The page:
Parents boycott eventThe parents of a Hawaii woman killed in the Sept. 11 attacks are refusing to attend a memorial service tomorrow because one of the speakers is a Muslim.
with Muslim speaker
They will not attend the memorial
service for Sept. 11 victims
By Rosemarie Bernardo
"I just felt it was completely inappropriate and 100 percent offending," said Neal Snyder, father of Christine Snyder.
"It's so distasteful for us," said Neal's wife and Christine's stepmother, Jan. "We're very distraught about it."
Christine Snyder was aboard United Airlines Flight 93, which crashed into a Pennsylvania field after passengers tried to retake the aircraft from hijackers.
Initially, the couple accepted an invitation from the governor's office to attend the Day of Remembrance event at the National Memorial Cemetery of the Pacific at Punchbowl.
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However, the couple became outraged after they read in a newspaper Saturday that Hakim Ouansafi, chairman and president of the Muslim Association of Hawaii, was invited to speak at the event along with others, including Mayor Jeremy Harris, Gov. Ben Cayetano and Adm. Thomas Fargo, commander in chief of the Pacific Command.
Snyder immediately contacted the governor's office to voice his concerns. Jan Snyder said she and her husband do not condone racial profiling, but said, "I don't feel it's appropriate for a Muslim priest to speak at the event in front of all the (victims') wives, fathers ...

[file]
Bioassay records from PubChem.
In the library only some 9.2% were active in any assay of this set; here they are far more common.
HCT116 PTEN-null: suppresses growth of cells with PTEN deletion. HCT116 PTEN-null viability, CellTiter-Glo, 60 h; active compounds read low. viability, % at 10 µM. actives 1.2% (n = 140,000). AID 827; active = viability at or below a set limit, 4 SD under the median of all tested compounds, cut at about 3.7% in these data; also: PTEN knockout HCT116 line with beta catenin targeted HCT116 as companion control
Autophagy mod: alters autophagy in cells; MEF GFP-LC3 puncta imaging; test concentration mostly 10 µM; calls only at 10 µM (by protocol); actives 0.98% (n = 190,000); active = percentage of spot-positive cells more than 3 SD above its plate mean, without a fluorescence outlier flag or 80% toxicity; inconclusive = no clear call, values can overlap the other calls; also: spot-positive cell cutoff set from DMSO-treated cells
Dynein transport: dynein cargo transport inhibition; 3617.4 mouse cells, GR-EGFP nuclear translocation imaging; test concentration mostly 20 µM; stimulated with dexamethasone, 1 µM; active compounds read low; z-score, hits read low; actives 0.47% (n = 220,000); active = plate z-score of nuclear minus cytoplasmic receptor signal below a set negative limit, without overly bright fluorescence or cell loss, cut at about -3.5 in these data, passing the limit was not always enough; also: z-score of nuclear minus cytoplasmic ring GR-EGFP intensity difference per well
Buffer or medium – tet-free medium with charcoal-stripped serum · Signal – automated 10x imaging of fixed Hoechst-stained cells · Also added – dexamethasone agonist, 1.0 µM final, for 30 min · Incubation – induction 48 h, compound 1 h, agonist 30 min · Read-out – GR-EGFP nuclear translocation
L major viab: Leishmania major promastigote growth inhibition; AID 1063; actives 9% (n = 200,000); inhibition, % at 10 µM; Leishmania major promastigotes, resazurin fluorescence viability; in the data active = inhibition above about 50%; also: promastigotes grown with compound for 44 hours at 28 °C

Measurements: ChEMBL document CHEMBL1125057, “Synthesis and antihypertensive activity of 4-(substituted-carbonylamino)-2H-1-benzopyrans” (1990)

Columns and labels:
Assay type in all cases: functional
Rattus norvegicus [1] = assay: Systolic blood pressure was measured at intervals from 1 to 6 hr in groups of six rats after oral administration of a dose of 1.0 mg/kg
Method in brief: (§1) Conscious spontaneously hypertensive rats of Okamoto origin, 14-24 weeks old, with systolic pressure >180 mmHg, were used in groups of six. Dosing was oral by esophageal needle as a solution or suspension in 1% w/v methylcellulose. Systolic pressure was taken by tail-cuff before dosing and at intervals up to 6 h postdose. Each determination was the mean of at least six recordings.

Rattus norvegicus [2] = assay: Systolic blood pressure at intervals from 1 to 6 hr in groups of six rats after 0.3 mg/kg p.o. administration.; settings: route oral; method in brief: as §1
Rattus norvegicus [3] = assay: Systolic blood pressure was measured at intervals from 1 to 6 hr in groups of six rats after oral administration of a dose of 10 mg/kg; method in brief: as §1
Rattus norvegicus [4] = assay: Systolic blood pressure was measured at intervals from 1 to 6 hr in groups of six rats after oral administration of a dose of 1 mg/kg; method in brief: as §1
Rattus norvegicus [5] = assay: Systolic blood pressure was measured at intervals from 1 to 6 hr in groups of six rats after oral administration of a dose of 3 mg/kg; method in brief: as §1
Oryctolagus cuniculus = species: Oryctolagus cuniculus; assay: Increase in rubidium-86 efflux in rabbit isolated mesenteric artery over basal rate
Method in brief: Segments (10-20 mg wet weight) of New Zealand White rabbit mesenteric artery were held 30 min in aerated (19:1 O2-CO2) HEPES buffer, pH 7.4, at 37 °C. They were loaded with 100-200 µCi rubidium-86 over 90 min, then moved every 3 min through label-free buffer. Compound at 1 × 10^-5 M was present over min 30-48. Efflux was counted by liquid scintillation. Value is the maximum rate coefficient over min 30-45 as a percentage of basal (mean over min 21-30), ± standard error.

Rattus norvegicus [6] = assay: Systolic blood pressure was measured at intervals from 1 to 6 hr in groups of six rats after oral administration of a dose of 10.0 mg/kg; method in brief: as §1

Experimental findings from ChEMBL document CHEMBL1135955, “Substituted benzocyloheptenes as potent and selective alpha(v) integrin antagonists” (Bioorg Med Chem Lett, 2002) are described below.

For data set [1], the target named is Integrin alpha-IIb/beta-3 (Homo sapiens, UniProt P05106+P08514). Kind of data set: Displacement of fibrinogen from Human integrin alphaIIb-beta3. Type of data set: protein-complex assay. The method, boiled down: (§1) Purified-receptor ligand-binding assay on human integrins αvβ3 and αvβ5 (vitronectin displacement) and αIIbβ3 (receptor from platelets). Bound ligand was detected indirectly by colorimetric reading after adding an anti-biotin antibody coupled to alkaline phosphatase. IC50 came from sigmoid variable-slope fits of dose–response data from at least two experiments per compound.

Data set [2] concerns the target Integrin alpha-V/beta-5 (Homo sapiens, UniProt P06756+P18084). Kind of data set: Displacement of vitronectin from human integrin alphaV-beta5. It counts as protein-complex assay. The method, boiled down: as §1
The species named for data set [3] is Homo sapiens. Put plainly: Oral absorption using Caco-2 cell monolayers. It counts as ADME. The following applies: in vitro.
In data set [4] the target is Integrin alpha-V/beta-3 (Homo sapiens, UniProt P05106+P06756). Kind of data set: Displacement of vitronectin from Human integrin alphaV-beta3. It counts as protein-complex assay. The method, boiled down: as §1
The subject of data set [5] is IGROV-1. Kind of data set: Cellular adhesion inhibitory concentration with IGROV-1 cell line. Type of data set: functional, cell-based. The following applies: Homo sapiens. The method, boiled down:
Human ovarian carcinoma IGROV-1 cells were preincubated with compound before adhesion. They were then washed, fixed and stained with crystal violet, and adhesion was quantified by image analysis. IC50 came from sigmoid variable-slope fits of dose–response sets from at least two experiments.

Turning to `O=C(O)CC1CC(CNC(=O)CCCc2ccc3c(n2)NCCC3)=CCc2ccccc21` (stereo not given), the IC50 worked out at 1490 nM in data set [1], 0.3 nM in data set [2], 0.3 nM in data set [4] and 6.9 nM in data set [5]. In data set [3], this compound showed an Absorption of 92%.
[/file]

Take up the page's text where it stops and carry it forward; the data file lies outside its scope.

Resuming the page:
"We haven't come to the point of forgiving them yet. Maybe that will come in time."
Ouansafi responded: "It's obvious from her statement that her and her family are still suffering, as are many of us. It saddens me to hear such comments, but it also gives me the resolve to go out there and talk and educate people more."
He added, "Islam teaches us to have love and compassion for people who even hurt you."
"There will come a day, I am confident, that she will see a difference."
Francis Lum, protocol officer at the governor's office who helped send invitations to the victims' families, said military officials from the U.S. Pacific Fleet Command organized the event's speakers.
Lt. Col. Marcella Adams, U.S. Pacific Command spokeswoman, said their intent was to hold a memorial to honor those who were killed and injured on Sept. 11 and "to pause and pay respect to the families, a lot I know who are still suffering."
The ceremony is also to pay homage to the thousands of victims from 80 nations who perished that day, Adams said.
Instead of attending the ceremony, Jan Snyder said she plans to sit on a bench at Magic Island that was dedicated to her stepdaughter by city officials last year.
Members of the Outdoor Circle, with whom Snyder worked, and the city have completed a tree planting project at Magic Island that Christine Snyder started.
"This is where her heart beat," Jan Snyder said. "Pennsylvania is where her heart stopped."
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